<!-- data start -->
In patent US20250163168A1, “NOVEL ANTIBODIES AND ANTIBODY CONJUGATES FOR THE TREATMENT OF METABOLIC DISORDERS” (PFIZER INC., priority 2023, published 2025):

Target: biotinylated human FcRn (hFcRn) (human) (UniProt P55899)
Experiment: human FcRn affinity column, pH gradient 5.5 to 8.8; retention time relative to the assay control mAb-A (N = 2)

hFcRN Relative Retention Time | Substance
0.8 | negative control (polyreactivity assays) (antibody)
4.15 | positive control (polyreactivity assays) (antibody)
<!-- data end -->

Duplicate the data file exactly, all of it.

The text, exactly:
In patent US20250163168A1, “NOVEL ANTIBODIES AND ANTIBODY CONJUGATES FOR THE TREATMENT OF METABOLIC DISORDERS” (PFIZER INC., priority 2023, published 2025):

Target: biotinylated human FcRn (hFcRn) (human) (UniProt P55899)
Experiment: human FcRn affinity column, pH gradient 5.5 to 8.8; retention time relative to the assay control mAb-A (N = 2)

hFcRN Relative Retention Time | Substance
0.8 | negative control (polyreactivity assays) (antibody)
4.15 | positive control (polyreactivity assays) (antibody)